It’s a new year, we’ve got a new look, and now it’s time to get back to new editions of Ask enConnected. Though we put out the call for questions a few days ago, please don’t hesitate to send us your questions on Twitter, Facebook, and snail mail for our next edition in a few weeks.

Just before the break, Microsoft and their hardware partners unleashed a new line of devices powered by Windows Phone 8 that feature beefier processors, better screens among other bells and whistles. Since then we’ve got tons of questions about how these new devices can fit into someone’s daily routine. We’ll continue to address those as they come in but we thought we’d answer one of the most popular ones straight away.

 

Q: Can you give me an honest opinion? Which would I rather have for business purposes, The Windows Phone or iPhone?

Aubrey

 

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Ah, a question as old as time. Well, not quite but it’s something that’s been on consumer’s minds who are interested in Windows Phone for ages. While we mostly deal with the consumer entertainment side of the equation and thus not in our normal prevue, in our opinion Windows Phone is just as good for businesses as the iPhone -with a few caveats.

You can’t talk Windows Phone in a professional environment without considering the very real advantage of having access to nearly all of Microsoft’s Office suite with you wherever you go. You can’t go wrong with Word, Excel, and PowerPoint in your pocket. We’ve written entire articles in Mobile Word, really. These three applications are nothing compared to OneNote Mobile which literally works out to be a digital notebook in your pocket. And in case you weren’t sold, together with the next versions of Office (2013), the cloud dependent Office 365, and the new Outlook.com all of your documents, meeting materials, and budgets just sync effortlessly. SharePoint and  Exchange support are also included if that’s your thing as well, though if you’re a Gmail users it won’t be the best experience for managing your contacts and calendar this very second. (We’ve heard from Microsoft that this is something they’re looking to fix –soon we hope.)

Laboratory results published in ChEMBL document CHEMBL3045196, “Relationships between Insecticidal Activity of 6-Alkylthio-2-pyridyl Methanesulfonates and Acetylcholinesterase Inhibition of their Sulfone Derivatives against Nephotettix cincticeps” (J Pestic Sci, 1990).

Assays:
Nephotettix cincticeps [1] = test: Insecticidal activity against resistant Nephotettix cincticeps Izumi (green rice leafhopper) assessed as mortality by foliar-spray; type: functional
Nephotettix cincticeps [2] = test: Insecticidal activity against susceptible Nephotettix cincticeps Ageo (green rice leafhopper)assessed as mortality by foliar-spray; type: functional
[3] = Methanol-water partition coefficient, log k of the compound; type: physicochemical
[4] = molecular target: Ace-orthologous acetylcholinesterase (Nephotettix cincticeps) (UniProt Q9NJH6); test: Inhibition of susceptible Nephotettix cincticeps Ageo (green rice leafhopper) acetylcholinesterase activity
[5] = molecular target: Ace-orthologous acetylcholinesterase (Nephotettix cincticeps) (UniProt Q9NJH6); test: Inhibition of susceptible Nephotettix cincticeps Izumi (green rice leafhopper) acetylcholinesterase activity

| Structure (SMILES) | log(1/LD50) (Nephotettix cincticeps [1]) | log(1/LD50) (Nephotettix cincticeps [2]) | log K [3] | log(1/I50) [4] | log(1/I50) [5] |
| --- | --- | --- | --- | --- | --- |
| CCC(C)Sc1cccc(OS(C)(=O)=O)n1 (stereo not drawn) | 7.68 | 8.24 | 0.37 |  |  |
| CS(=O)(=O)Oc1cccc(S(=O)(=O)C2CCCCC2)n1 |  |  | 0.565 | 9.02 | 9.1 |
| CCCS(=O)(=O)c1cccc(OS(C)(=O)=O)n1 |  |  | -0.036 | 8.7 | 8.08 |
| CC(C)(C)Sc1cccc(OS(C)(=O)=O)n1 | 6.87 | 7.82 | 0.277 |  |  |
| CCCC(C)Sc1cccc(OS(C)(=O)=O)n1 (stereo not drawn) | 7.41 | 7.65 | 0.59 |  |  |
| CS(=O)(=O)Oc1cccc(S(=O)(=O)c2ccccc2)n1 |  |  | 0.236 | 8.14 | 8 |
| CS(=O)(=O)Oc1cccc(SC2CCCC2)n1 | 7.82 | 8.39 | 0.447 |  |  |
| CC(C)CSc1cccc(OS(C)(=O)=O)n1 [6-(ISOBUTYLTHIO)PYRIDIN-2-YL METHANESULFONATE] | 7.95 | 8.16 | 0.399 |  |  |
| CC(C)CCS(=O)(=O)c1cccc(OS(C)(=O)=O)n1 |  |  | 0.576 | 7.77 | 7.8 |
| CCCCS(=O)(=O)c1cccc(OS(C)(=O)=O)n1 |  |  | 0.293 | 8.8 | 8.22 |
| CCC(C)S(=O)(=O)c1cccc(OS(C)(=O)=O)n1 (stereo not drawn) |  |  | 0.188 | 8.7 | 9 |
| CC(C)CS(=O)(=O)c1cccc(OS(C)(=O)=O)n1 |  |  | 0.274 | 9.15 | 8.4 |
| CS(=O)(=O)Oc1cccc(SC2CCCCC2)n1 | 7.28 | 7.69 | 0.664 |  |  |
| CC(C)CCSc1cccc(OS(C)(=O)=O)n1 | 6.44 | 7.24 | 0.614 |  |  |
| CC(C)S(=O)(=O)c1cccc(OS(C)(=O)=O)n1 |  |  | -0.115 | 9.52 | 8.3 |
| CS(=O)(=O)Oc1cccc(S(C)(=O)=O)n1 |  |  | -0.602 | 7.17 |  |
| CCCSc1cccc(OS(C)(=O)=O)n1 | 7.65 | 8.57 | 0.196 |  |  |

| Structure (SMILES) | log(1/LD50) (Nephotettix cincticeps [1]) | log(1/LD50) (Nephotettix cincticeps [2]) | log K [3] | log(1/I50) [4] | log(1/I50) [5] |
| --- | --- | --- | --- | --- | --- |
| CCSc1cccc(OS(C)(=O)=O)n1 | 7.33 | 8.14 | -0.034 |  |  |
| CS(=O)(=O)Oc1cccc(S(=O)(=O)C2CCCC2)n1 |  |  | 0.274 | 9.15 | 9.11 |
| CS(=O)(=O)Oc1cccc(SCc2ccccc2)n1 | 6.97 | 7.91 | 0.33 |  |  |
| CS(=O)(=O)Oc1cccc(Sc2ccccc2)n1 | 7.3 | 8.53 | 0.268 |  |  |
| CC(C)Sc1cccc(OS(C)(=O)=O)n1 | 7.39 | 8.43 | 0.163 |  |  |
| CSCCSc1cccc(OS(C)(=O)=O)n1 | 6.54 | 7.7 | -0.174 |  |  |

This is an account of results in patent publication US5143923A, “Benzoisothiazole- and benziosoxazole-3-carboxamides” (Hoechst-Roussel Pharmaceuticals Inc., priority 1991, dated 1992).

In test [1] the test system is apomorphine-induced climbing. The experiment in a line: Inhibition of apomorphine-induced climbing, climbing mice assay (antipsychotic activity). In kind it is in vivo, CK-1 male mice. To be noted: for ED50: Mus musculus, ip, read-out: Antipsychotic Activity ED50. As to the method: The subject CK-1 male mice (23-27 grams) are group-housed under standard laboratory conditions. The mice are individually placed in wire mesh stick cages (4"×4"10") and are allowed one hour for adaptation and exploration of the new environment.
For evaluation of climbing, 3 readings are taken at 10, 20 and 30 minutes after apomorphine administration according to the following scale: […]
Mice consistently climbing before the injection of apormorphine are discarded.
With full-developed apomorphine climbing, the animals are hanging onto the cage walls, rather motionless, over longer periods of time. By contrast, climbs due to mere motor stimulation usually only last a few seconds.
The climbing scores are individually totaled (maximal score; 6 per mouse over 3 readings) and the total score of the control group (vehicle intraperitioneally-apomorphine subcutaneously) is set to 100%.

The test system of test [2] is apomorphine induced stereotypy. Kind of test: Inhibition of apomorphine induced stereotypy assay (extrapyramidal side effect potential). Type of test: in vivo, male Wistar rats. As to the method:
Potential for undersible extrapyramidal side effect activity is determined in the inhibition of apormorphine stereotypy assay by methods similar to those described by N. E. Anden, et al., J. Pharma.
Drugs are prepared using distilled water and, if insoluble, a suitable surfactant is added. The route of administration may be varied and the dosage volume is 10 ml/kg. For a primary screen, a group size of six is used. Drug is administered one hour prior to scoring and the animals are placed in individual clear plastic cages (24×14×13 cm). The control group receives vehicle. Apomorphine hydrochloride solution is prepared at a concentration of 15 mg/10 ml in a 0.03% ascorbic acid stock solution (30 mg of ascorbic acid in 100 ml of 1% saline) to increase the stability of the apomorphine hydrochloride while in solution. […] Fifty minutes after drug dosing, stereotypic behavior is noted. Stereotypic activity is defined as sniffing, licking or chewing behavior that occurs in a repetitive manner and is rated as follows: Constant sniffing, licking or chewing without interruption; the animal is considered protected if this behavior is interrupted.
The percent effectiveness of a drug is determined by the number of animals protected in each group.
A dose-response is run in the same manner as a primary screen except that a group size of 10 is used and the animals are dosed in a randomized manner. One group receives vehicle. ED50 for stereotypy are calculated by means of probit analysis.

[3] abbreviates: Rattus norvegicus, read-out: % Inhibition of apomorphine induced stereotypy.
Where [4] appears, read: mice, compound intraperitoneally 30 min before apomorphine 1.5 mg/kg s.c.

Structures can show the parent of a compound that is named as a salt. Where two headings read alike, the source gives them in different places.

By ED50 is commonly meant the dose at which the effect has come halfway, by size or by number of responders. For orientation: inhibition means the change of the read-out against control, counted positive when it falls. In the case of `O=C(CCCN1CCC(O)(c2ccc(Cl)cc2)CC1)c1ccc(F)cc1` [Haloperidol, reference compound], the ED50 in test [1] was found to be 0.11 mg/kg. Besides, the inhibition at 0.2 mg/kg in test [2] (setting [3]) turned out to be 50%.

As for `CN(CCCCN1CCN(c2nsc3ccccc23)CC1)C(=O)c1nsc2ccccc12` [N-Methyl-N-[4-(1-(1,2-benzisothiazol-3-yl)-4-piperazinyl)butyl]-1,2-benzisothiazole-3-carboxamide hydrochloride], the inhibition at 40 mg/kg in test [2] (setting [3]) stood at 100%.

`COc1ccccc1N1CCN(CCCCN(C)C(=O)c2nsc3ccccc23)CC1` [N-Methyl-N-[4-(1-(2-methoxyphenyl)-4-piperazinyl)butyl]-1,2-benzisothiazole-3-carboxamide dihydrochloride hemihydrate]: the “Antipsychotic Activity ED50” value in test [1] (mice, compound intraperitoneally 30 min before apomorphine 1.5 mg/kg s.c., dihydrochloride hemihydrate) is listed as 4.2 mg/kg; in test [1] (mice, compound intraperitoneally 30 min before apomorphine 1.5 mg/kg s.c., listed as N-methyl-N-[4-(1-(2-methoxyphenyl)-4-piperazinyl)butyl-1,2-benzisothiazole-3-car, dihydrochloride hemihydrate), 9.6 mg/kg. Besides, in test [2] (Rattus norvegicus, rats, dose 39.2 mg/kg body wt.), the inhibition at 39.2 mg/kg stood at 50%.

Windows Phone 8 also features complete information management for when you’d really not like to have that write-up of your pending patent get into the wrong hands.  We’re also very big fans of Windows Phone’s new on device BitLocker encryption, though we’ll admit to not having ever had serious issues with loosing devices, however if that ever becomes a problem we’re covered.

As for the aforementioned caveats, really they aren’t business centric but more of a problem with the overall ecosystem. Windows Phone arrived at the Smartphone revolution party a little too late to be make it into that first wave of next-generation mobile operating systems regularly managed by your local IT guy and thus may not be an option if you’re at a small company who purchases these things for you. To a lesser extend you should take what kind of applications you use daily into consideration whenever you’re looking into new mobile platforms.  The Windows Phone Store at the time of writing stands at 200,000 applications. We’re satisfied with that selection but your degree of happiness may vary greatly from ours. Particularly if you already have an Android device or an iPhone.

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The Office hub on Windows Phone 8

The Office hub on Windows Phone 8

 

Word on Windows Phone 8

Word on Windows Phone 8

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